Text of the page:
7 Tips for sending a winning cold recruitment email

A cold email is a kind of like online dating, in that you only get one shot to make a first impression, or else you’re out of luck. Below are seven tips to help you with this cold approach and some bonus advice from seasoned professionals. 😉

1. Have your email come from a non-recruiter

Emails from recruiters can sometimes feel intrusive or annoying, especially when you don’t know someone from the atom, and they are trying to ask you to come work somewhere. This can feel a little awkward, so building a connection first will alleviate some of that awkwardness.

Ie: If you are emailing an engineer, have an engineer send the email.

Familiarity feels less intrusive.

When a non-recruiter reaches out it also makes the candidate feel more special because it is not part of that person’s normal routine to reach out to recruit. That engineer took time out of his normal daily routine to reach out to the candidate. This shows they care, and find value in the candidate, and aren’t just trying to meet a quota or receive a commission.

2. Personalize your message

Do some investigative research on the candidate by browsing their Twitter, blog (if they have one), Quora articles, and any projects they have been involved in.

Make a comment in your email about one of these projects, and you are sure to appeal to their ego.

Everybody loves themselves.  When you show someone that you’ve put in some proof-of-work, they feel emboldened.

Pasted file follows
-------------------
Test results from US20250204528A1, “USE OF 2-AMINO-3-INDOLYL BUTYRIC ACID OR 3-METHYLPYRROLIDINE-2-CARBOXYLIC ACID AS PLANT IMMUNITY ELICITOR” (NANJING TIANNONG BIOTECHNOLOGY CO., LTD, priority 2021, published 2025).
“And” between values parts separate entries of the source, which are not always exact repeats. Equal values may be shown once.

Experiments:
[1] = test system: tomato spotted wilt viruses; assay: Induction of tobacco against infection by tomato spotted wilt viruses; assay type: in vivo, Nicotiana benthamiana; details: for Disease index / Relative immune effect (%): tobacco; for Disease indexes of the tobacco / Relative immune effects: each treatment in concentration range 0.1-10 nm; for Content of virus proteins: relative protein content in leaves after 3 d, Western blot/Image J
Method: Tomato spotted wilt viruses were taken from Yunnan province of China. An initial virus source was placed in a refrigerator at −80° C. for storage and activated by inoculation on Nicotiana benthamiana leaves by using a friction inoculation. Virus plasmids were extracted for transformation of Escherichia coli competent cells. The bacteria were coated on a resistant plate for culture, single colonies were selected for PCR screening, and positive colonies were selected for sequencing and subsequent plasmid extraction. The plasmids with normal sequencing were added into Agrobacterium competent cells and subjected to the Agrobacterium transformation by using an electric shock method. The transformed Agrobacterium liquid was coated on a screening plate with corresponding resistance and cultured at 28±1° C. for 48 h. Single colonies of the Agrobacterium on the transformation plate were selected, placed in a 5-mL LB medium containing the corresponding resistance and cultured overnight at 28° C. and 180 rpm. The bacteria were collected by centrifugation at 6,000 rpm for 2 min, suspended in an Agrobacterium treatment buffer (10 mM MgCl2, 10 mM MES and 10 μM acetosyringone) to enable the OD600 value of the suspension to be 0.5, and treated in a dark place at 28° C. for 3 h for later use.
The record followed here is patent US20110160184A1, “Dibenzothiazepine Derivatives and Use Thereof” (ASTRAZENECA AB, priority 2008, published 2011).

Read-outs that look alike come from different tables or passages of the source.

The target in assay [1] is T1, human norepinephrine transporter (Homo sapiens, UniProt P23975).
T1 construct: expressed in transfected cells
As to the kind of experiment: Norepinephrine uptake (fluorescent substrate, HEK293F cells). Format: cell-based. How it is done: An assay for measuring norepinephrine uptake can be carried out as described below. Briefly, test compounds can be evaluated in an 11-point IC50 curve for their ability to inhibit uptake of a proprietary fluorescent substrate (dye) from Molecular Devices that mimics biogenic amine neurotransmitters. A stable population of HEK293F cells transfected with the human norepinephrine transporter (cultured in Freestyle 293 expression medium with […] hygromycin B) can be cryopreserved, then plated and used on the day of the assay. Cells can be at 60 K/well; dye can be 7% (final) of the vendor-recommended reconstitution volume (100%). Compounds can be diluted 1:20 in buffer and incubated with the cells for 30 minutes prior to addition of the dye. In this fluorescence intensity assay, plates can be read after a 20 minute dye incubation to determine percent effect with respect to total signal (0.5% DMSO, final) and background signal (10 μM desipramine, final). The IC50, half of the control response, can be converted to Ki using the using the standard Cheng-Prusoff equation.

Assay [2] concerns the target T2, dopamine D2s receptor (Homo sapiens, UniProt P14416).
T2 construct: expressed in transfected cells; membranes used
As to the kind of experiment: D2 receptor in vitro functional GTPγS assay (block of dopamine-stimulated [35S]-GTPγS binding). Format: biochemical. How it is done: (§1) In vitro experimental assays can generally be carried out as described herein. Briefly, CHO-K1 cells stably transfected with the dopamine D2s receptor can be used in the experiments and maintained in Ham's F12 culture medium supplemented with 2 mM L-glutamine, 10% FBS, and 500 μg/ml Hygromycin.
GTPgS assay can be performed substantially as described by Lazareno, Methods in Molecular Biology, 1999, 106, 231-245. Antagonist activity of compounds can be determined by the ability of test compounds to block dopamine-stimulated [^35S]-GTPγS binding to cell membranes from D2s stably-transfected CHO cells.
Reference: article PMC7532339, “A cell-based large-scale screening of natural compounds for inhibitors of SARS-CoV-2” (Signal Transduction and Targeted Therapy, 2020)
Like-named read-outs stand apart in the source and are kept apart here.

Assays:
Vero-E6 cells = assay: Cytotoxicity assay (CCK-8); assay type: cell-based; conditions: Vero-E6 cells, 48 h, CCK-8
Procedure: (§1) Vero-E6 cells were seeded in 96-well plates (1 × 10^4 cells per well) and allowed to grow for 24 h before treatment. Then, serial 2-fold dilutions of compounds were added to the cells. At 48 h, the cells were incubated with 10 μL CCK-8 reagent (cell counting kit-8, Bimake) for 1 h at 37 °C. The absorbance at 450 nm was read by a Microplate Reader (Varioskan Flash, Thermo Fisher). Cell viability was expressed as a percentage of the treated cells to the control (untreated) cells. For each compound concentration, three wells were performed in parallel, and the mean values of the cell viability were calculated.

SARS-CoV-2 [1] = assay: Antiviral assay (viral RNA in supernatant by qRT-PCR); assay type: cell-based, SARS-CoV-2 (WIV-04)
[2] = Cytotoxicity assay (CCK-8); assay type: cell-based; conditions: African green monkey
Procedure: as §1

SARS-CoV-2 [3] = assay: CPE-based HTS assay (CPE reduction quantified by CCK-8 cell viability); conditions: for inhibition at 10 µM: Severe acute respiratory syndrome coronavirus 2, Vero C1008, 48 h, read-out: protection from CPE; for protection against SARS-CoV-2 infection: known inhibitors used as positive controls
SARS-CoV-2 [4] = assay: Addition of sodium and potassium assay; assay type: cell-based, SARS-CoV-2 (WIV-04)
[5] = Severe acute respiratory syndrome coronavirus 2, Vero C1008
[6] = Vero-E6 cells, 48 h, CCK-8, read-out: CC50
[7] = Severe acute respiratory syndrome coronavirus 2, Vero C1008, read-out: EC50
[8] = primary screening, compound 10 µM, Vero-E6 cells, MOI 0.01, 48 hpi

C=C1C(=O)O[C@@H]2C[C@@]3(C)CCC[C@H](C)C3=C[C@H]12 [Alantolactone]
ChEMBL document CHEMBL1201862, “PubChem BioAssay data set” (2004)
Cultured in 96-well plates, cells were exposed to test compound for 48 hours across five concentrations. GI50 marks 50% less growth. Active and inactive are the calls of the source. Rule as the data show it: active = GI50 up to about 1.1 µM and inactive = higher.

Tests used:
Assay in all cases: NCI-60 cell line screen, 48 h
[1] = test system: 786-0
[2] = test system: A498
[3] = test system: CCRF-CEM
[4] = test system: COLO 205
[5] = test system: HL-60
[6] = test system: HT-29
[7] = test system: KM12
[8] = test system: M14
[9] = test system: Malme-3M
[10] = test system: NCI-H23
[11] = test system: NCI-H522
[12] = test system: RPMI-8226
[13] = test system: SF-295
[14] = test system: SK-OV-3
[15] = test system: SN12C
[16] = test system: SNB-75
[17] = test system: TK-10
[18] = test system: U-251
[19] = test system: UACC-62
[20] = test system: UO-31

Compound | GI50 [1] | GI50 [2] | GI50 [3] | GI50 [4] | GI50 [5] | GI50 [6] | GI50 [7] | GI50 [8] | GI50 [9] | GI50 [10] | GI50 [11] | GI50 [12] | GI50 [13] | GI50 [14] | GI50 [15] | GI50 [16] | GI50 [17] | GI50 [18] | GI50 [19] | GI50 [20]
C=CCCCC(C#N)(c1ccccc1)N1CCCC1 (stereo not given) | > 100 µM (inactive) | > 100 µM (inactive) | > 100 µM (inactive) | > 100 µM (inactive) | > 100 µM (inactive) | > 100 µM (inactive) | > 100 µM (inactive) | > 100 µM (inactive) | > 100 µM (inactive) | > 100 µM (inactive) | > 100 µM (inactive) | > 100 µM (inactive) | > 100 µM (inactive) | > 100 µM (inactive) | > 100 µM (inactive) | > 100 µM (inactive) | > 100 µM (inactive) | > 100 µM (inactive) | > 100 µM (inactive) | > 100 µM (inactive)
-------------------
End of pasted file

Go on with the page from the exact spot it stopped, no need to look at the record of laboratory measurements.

Most of all it shows you care, and that you actually want to help them!

3. Don’t hide the money

Mention the salary that is being offered for their position. People want to know how much they are going to get paid. Don’t ignore that aspect of the conversation like an elephant in the room.

You know that exists and that is extremely important.

Aline Lerner and Hired.com conducted a study on 8,000 recruitment messages and they found that “of all the different factors that went into whether a candidate was interested in a job, money was by far the most significant.”

4. Keep it short, simple, and focused.

Be straightforward and get to the point. Your message needs to be clear and focused. Ask the candidate one question which is easy to answer.  It is also beneficial to ask if they have 5 minutes to jump on a phone call. Having a phone conversation allows a more personal conversation.

5. Don’t forget to ask for referrals

 “In recruiting two birds of a feather flock together. This means if you are sourcing for an Android developer, chances are they have friends or coworkers (past or present) that are also Android Developers. Also, they probably participate in Android meetups, events, industry meetings.”

6. Have a friendly tone

Messages should have a friendly and casual conversational tone. Cut the B.S. corporate speak and refrain from using buzzwords.  Your cold email approach, as I mentioned previously, is like online dating. Be casual, cool, and friendly, but remain professional!

7. Use email not LinkedIn’s In-Mail

Finding a candidate’s email address shows you put in the effort to contact the candidate.  It is easy to pay for a few In-Mail messages, but it is less personal.

Use Lusha to obtain these email addresses quickly with ease.


Have anything to add? Comment below with your suggestions.

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